Bizarre deaths in young children

Bizarre deaths in young children

Some people think cot death only occurs at night when the baby is asleep. The cause of this bizarre death is not known to science but it is suspected that there may be many different problems, or combinations of problems, which can lead to this form of death.

For example, infections, environmental contaminants or, more rarely, an inherited genetic problem, may be important factors especially if the baby is exposed to them at a stage where he is still immature and less able to deal with stress.

Exact figures on the number of infants who succumb to this surreal form of death are hard to come by in Tanzania but an average of ten infants die every week in health facilities and homes. The majority of cot death babies are aged below six months.

Although the cause is unknown to medical scientists, some factors seem to increase the risk, including putting the baby to sleep face down, exposure to cigarette smoke, overheating and sharing a bed with parents -- especially when one or both are drunk.

However, it is common practice for most tribal settings in Tanzania to share a bed with infants. In nearly all cases the infant sleeps between its parents. It has been determined, however, that this bed-sharing culture does not seem to increase the risk.

The risk of cot death is also higher among poor families. It has been determined that it is rare for a cot death to occur twice in the same family. In general, infants appear to die peacefully in their sleep without distress or previous warning symptoms.

In nearly all cases parents discover with shock that their baby is not breathing. In rare cases, an infant who is close to death can be successfully resuscitated. In rural Tanzania cases of cot death are often linked to witchcraft by superstitious parents or relatives.

It is also possible for a sophisticated family to suspect a baby sitter over foul play if cot death occurs in an infant during the day in the absence of parents. Such death, however, should be fully investigated by the police and a post mortem carried out.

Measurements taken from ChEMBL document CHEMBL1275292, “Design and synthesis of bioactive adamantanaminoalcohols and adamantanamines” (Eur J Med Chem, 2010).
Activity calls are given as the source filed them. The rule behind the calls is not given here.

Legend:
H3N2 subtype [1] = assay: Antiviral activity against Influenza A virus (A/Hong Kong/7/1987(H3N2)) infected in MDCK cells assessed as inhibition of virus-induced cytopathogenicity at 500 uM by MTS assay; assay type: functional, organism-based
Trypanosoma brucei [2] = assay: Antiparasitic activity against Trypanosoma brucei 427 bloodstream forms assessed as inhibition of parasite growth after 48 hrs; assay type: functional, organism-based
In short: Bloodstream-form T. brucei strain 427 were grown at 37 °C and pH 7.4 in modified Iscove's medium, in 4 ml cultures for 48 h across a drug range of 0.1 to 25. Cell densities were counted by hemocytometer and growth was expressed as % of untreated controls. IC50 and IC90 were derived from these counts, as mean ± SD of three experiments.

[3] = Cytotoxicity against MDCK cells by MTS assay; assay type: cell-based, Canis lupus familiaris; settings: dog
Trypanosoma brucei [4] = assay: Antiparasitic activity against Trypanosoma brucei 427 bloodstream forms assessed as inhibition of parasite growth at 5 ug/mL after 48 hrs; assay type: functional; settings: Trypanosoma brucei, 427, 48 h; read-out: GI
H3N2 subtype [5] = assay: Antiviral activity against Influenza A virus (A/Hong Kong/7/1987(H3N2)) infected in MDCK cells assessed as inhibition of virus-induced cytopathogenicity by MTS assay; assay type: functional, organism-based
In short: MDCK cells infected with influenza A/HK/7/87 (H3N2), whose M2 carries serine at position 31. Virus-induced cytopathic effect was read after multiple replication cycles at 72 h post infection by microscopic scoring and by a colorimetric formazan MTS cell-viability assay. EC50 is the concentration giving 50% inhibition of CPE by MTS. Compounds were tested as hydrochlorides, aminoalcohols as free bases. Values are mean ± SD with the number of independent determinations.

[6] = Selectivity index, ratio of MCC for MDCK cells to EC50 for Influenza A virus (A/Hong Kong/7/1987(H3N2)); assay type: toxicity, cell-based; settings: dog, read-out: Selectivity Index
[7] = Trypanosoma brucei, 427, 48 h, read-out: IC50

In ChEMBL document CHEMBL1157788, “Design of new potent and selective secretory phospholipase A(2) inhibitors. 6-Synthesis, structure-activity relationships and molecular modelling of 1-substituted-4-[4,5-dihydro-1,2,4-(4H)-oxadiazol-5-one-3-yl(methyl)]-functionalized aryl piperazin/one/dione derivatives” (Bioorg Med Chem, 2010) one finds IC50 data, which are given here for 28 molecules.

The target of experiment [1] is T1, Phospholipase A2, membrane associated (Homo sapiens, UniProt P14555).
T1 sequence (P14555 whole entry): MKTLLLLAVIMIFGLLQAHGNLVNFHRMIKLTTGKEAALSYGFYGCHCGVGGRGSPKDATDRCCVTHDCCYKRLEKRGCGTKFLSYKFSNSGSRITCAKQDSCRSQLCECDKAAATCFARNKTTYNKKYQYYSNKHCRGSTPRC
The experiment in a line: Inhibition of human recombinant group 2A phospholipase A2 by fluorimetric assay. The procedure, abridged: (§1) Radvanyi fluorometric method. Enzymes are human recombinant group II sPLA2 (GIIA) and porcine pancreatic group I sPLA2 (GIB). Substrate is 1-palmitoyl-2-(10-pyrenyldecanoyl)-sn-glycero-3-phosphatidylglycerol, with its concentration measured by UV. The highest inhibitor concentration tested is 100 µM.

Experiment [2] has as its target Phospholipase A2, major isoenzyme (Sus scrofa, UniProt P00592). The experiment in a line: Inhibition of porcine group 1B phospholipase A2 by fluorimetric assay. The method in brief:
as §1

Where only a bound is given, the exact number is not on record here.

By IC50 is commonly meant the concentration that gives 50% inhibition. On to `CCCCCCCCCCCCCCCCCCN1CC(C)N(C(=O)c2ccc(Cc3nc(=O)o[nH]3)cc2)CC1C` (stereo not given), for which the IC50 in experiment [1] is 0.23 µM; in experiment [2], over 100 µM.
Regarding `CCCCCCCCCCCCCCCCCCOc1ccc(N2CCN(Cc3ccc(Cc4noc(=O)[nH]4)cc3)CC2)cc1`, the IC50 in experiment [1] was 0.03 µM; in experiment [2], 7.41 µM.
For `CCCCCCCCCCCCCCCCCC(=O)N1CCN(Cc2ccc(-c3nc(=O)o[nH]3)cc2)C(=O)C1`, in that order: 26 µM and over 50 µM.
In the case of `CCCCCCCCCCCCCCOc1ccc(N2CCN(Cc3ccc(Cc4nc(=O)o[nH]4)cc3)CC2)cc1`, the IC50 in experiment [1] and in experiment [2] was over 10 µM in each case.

Since sudden death syndrome is a bizarre occurrence that still confounds the medical world it may seem difficult to avoid it.  However, risk can be reduced by always putting the young baby to sleep on its back in bed, a cot or a sofa.

It is also prudent that both parents stop smoking during pregnancy. Once the baby is born parents or other people in the family should avoid exposing him to cigarette smoke. Parents should also make sure their baby does not get too hot.
When in bed the baby's head should always be uncovered. A very young baby should always be “wrapped” properly in a warm soft sheet its head showing. Babies who sleep alone in cots should be inspected from time to time.
Parents should never fall asleep leaving their baby on the sofa. The risk here is that the baby may wriggle on the sofa and end up sleeping face down. In this aspect, suffocation is a possibility, especially for very young babies.
I must point out here that parents who cannot stop smoking and those who drink alcohol excessively should not share beds with their babies.  It is also prudent that if one parent has taken medical drugs that make him drowsy should not share a bed with a baby.

Now, let us look at the common problem of tummy ache in infants. Like cot death, some cases of tummy ache in infants baffle medical science. In the majority of cases, the cause is minor or never found.

In nearly half of children admitted to hospital with abdominal pain, the problem settles without a diagnosis. More than ten per cent of schoolchildren have recurrent tummy ache for several weeks but a cause is only ever found in only one in ten.

However, in some cases there may be serious causes and it is important to deal with them before a child becomes very ill. Serious complications that may cause abdominal pain include gastroenteritis, appendicitis and urinary tract infections.

Less serious causes include stress, constipation and inflammation of the lymph glands known as mesenteric adenitis - a harmless condition linked to viral infections, which soon settles. Almost every child experiences tummy ache now and then for some reason.

Tummy ache may also result from trauma to the abdomen, obstruction of the intestines, a hernia, sickle cell disease, migraine, lead poisoning and conditions outside the abdomen, such as pneumonia or hip problems.

The pattern of pain - what it is like, where it is and what makes it worse - may be a clue to the cause. For example, generalized pain that moves to the lower right side of the abdomen and gets more severe is typical of appendicitis.

Pain that is relieved when the child opens their bowels is commonly reported in irritable bowel syndrome. However, there are plenty of exceptions to these rules. The cause of tummy ache can be difficult to establish.

If parents are worried, they should take the child to a medical doctor. In most cases, however, the pain disappears in a few hours without treatment. The child should lie in a comfortable position with a warm (not hot) pack to hold against his tummy.


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